How to tell if you're in a dysfunctional relationship
But because it takes two to tango, our own conduct within a relationship tells only part of the story.
There are many ways to describe a relationship. A "good" relationship can be "healthy", or "fulfilling"; a "bad" relationship can be "abusive" or "soul destroying". I prefer "functional" versus "dysfunctional". The term "dysfunctional relationship" removes blame from either individual, and locates the pathology squarely in the dynamic. As someone who has been in all manner of dysfunctional and functional relationships, it resonates strongly. There are some people who bring out the best in me, and others who bring out the crazy, and I clearly do the same for them.
But how do we define a "dysfunctional" relationship?
Look online and there are a number of checklists to determine whether or not your relationship is dysfunctional. Most include specific behaviours: you fight dirty, you hold grudges, you assign blame, you make threats.
Now, clearly, it’s important to take stock of your behaviour in a relationship. It takes two to tango, and we all must take responsibility for our own contribution to the dynamic.
But because it takes two to tango, our own conduct within a relationship tells only part of the story. Our actions do not exist in a vacuum, they exist within the context of the relationship. I behaved in some pretty terrible ways when I was married (I certainly held grudges and I certainly assigned blame) but I was responding to a situation. I couldn’t change my behavior in isolation. The whole dynamic needed fixing.
And besides, I was already blaming myself. We women do that. We take huge responsibility for our relationships. We blame ourselves when they go bad, we try harder, we strive more, we tie ourselves in knots trying to please our partners. “Yes, I fight dirty,” we will agree, forgetting we spent years fighting fair and got railroaded and gaslighted until we started acting out.
So clearly, we also need to consider the other person’s behaviour. It may take two to tango, but sometimes one person can completely throw off the dance. And again, there are multiple articles online offering checklists to assess if your partner is abusive.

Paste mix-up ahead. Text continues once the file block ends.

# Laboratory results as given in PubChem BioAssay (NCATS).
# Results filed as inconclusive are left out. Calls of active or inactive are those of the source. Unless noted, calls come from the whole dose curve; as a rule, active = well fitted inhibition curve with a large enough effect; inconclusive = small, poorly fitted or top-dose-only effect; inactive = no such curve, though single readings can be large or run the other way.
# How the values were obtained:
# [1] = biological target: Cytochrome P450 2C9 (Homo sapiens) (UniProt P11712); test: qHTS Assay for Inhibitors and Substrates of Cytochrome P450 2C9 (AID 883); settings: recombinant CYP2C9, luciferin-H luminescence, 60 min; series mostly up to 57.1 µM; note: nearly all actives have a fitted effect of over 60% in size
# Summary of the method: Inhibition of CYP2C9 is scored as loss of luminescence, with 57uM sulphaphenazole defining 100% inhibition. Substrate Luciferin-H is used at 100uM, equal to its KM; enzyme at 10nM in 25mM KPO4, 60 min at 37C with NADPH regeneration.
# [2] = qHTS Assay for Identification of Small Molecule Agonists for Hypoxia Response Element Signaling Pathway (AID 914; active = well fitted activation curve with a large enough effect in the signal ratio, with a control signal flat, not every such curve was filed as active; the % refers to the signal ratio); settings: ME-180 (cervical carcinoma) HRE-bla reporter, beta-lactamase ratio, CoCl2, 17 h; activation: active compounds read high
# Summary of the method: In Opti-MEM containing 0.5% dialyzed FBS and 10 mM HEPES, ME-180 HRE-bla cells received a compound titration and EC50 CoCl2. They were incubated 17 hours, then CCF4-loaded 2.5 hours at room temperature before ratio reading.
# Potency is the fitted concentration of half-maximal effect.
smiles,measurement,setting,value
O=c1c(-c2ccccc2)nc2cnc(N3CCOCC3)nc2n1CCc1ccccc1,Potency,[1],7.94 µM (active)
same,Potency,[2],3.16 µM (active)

Is he gaslighting you? Is he isolating you from friends and family? Is he using sarcasm or humiliation? Does he withhold sex or money? Does he put you down?
It can be empowering to read a checklist and realise you are being abused. It can also be incredibly difficult to assess. Well, is he gaslighting me? He says he isn’t. Maybe I’m imagining it! Maybe it’s all in my head! And is he putting me down? He says I deserve it… and really, I did do the wrong thing, he was right to tell me off. And I am difficult to live with. I need to try harder!
Behaviours only tell part of the story, and emotional abuse can be a matter of opinion. (And if you disagree, spend a year on the midlife dating scene and listen to dozens of men tell you about their "abusive" exes. If they are all right, then practically every divorced woman out there is an abuser, and, statistically speaking, this seems unlikely.)
Instead of focusing on behaviours, it’s far more helpful to focus on feelings. Behaviours are open to interpretation, but feelings don’t lie. They are far easier to assess and tell us everything we need to know about the state of our relationships.
A functional relationship is one in which we feel emotionally safe. A dysfunctional relationship is one in which we are frightened or on alert, in which we feel trapped or oppressed, in which we feel disrespected or unheard.
Consider your behaviour. Take note of their conduct. But when it comes to assessing the health of your relationship, your feelings are the only checklist you need.
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